Use this list of elective ideas to help you discover fun learning opportunities for your homeschool student. From life skills to career exploration, high school electives help teens develop their unique skills and explore their passions.
I got my first taste of elective classes in 8th grade. All two elective classrooms were at the end of the hall across from one another. The girls turned left to home ec, and the boys turned right to woodshop.
Then, I went to high school. Freshman year, our elective choices were pretty limited, but after that, the elective world opened up to dozens of possibilities. I can’t overstate the excitement of getting to choose how to spend a few hours of my high school day.
As homeschooling families, it’s even more exciting. The possibilities we can offer our students for electives are astounding!
What Are High School Electives?
High school electives are the fun classes – the one kids choose (or, you know, elect) to take. Electives offer teens a chance to explore their interests, develop their passions, and customize their education. Even if you’re a more traditional, school-at-home family, high school electives let you dip your toes in interest-led learning.
Electives also provide an excellent way for college-bound students to strengthen their transcripts. If your teen already has a career path in mind, she should consider elective courses that prepare her for that path. A future writer may want to take a variety of writing electives such as journalism, creative writing, or fiction writing. A potential graphic design major may want to consider courses such as web design, computer animation, or art history.
Where Can Homeschoolers Find Classes?
Finding elective classes isn’t hard. Homeschool curriculum publishers and co-ops offer many options, but because electives are interest-based courses, the possibilities outside of standard curriculum are plentiful.
Local Sources for High School Electives:
- Local community classes – Check hobby stores for art classes or community centers for pottery, for example.
- Community colleges (online or on campus) – Adult continuing education classes make great elective credit courses
- Private instructors – Music classes, for example
- Churches – Some offer classes for the community, such as American Sign Language
Online Options for High School Electives:
- Outschool – Outschool offers over 4,000 classes taught live to small groups using video chat.
- TakeLessons – Get live instruction in music, language, dance, computer skills and more one-on-one with an instructor. You can search by area or by subject.
- Udemy – My son has done several of the coding courses from Udemy. He’s also taken one of their guitar lessons. They offer a little bit of everything, and the classes are reasonably priced. You can also catch some fantastic sales if you visit regularly.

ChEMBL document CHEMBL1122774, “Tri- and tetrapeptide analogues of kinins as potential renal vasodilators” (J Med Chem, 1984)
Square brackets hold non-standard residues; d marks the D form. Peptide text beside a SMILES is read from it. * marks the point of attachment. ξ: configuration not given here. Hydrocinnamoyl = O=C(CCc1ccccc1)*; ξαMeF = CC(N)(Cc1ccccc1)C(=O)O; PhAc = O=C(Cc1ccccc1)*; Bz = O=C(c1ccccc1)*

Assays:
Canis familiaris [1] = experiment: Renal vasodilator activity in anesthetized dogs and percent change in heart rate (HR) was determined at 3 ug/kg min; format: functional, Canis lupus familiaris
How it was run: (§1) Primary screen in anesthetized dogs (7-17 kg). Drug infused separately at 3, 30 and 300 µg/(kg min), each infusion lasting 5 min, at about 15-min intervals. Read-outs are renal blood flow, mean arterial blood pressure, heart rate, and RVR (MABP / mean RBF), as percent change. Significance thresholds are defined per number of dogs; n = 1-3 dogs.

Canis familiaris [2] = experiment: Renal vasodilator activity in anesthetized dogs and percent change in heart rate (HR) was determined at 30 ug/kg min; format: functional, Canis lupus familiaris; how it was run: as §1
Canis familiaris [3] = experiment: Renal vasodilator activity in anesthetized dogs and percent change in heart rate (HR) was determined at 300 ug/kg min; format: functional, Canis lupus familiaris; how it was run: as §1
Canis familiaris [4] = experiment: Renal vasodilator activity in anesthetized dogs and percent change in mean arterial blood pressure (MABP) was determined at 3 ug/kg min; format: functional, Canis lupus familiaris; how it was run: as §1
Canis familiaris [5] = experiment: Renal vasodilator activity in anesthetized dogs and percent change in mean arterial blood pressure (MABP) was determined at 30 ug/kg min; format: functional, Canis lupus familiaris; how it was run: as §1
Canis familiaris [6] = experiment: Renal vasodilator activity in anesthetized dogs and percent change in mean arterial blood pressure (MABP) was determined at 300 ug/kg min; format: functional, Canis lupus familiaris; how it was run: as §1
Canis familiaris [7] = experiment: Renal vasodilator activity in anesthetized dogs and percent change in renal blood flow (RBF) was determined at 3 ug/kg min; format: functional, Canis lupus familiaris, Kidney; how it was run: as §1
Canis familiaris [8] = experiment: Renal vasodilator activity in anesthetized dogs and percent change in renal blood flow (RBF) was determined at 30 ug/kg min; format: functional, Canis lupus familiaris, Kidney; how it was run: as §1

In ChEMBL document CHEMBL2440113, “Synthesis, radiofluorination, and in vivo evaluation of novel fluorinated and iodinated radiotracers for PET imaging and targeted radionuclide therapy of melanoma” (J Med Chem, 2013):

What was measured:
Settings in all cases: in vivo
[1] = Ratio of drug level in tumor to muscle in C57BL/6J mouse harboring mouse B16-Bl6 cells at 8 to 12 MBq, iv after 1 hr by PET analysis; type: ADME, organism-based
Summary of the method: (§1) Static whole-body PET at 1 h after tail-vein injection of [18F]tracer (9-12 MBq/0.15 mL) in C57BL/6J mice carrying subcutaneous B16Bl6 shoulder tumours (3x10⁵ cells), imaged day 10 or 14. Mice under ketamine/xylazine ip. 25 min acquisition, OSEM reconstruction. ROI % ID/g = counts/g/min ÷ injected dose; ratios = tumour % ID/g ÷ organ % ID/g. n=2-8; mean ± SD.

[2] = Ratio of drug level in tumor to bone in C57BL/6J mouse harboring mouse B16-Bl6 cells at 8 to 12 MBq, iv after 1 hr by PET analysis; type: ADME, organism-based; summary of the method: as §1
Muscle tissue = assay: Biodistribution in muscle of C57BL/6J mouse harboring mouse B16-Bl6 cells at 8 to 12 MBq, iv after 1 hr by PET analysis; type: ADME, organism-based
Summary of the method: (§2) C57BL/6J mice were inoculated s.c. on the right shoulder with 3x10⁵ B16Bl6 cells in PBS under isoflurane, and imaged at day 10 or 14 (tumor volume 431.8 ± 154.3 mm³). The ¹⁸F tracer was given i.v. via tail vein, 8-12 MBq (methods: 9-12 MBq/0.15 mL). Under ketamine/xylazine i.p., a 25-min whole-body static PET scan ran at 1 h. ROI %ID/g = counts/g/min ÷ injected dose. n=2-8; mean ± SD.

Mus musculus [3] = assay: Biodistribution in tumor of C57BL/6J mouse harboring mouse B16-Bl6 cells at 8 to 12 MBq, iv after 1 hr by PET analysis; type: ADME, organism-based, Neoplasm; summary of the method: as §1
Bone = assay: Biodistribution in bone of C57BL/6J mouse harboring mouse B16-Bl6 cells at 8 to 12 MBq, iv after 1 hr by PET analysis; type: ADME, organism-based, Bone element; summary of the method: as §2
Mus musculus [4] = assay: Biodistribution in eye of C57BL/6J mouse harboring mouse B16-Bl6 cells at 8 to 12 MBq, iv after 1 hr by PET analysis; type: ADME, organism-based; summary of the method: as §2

- MasterClass – MasterClass offers self-paced courses taught by masters in their fields. You can take photography from Annie Leibovitz, cooking from Gordon Ramsey, or directing from Ron Howard. There are currently over 35 instructors teaching a wide variety of classes.
- Power Homeschool – Power Homeschool offers self-paced, interactive video lessons on topics such as foreign language, physical education, fine arts, and career and technical classes.
- Aistear Irish Dance – Learn Irish dance even if you can’t get to a studio with these membership lessons that include a weekly instructional video, weekly feedback, and access to live, one-on-one instruction with Aistear-affiliated instructors across the U.S.
- Masterpiece Society – Learn art and art appreciation with these fun, self-paced art courses covering a variety of mediums and styles
Depending on your teen’s interests, you may also be able to find self-paced video courses on YouTube.
How Can I Give Credit for Electives?
I’ve written about how to assign credit for high school electives before. The two easiest options are assigning credit based on hours or mastery. One credit hour is generally equivalent to 150-180 hours. So, if your student spends an hour a day most weekdays of a school year on his elective topic, he’s earned a credit hour for it.
You can also award credit based on mastery of the subject or skill. If your teen achieves what you determine to be high school level (or above) mastery of a subject, award credit for it.
As a source of reference, 6-7 elective credit hours are common graduation requirements for students in public school. If your teen plans to attend college, two of those hours should be in one foreign language.
What Are Some Examples of Electives?
You can count nearly any hobby or skill that interests your student as elective credit, but sometimes it helps to see examples. Following are just a few topics that your teen may want to add to his course of study.
- American Sign Language (Some colleges count this as a foreign language. Others don’t. Check with the schools your teen is considering.)
Visual and Performing Arts
- Art history
- Music history
- Music theory
- Set production
- Stage make-up
- Textile arts – knitting, crocheting, sewing
- Web design
- Video game design
- Graphic design
- Auto mechanics
- Drivers’ education
- CPR/First aid
- Personal finance
- Creative writing
American history and world history are two social studies classes that high schools require for graduation, but there are many other social studies course that can earn elective credit.
- U.S. Government/Civics
- European history
- The Middle Ages
Let your teen’s passions, interests, and career possibilities guide you in determining high school elective credit. Home ec and woodshop don’t even begin to scratch the surface.
What electives are on your teen’s transcript?